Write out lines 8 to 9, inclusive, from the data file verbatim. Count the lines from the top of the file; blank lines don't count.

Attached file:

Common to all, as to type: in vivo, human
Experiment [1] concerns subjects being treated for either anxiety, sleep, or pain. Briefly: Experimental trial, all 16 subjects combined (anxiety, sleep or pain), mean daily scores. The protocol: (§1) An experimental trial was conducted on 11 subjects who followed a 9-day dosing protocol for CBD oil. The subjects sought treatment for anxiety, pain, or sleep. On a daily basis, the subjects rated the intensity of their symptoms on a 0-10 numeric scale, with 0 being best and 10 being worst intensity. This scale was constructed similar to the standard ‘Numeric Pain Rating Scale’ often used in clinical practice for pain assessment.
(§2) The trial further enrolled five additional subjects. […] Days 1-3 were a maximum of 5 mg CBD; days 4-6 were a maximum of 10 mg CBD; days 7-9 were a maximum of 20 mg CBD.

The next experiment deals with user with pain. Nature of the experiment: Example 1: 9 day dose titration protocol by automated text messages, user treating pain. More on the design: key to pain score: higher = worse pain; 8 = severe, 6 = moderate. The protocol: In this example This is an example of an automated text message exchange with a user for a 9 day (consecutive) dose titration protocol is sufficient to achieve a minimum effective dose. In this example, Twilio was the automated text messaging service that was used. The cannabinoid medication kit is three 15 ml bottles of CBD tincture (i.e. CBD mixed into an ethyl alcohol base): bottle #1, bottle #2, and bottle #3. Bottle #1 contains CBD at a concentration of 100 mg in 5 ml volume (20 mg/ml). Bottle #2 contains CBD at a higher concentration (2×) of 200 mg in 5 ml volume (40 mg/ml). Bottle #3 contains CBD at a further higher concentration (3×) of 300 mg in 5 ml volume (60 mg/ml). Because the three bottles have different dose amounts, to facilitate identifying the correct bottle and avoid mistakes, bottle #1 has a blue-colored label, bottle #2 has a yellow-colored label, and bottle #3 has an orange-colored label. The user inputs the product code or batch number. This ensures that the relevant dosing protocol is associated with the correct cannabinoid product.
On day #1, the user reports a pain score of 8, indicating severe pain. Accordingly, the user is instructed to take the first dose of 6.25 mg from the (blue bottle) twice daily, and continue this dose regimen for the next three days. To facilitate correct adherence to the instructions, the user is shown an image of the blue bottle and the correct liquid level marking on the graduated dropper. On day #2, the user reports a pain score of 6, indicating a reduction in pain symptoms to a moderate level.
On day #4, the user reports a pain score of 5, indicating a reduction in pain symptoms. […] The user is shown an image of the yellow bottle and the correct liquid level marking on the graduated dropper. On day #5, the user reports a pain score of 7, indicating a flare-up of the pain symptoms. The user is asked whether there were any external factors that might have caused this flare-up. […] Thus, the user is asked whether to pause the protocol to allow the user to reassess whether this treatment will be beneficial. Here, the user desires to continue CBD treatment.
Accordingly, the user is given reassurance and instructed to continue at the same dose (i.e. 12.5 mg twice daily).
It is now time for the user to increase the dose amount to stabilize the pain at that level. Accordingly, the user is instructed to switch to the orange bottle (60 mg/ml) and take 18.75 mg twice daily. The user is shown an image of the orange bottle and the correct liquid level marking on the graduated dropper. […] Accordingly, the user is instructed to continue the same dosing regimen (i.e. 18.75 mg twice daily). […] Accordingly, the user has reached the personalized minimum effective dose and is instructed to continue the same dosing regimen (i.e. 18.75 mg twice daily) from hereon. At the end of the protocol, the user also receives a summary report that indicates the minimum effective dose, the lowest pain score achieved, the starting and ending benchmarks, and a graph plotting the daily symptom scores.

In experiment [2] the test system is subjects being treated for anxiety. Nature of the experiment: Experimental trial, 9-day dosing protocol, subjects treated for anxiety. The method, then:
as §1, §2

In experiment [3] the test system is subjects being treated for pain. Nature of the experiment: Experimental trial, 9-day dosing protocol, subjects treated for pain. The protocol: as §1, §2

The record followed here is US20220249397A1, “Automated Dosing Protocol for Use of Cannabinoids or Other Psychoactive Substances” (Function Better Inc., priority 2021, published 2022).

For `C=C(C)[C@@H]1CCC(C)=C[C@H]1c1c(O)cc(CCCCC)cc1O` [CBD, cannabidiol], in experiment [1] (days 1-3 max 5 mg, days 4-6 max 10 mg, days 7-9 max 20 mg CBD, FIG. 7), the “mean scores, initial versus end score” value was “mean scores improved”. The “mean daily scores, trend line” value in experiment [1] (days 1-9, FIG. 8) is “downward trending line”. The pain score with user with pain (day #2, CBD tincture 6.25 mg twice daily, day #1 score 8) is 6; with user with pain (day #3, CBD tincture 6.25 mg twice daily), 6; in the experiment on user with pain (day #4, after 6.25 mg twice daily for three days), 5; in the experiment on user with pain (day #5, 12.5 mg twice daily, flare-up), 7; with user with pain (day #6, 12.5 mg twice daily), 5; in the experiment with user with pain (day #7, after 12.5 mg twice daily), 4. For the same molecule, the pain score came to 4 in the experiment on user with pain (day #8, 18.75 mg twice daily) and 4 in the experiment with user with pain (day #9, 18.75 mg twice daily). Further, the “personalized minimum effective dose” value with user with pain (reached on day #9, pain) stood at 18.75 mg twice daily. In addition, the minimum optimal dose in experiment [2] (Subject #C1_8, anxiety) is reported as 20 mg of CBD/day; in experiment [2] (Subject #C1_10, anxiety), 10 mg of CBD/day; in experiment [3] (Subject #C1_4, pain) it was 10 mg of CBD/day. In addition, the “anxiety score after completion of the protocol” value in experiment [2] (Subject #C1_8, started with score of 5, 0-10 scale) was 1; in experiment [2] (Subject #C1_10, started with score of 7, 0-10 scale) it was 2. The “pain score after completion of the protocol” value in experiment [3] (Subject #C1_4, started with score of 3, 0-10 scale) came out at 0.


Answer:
It is now time for the user to increase the dose amount to stabilize the pain at that level. Accordingly, the user is instructed to switch to the orange bottle (60 mg/ml) and take 18.75 mg twice daily. The user is shown an image of the orange bottle and the correct liquid level marking on the graduated dropper. […] Accordingly, the user is instructed to continue the same dosing regimen (i.e. 18.75 mg twice daily). […] Accordingly, the user has reached the personalized minimum effective dose and is instructed to continue the same dosing regimen (i.e. 18.75 mg twice daily) from hereon. At the end of the protocol, the user also receives a summary report that indicates the minimum effective dose, the lowest pain score achieved, the starting and ending benchmarks, and a graph plotting the daily symptom scores.

In experiment [2] the test system is subjects being treated for anxiety. Nature of the experiment: Experimental trial, 9-day dosing protocol, subjects treated for anxiety. The method, then: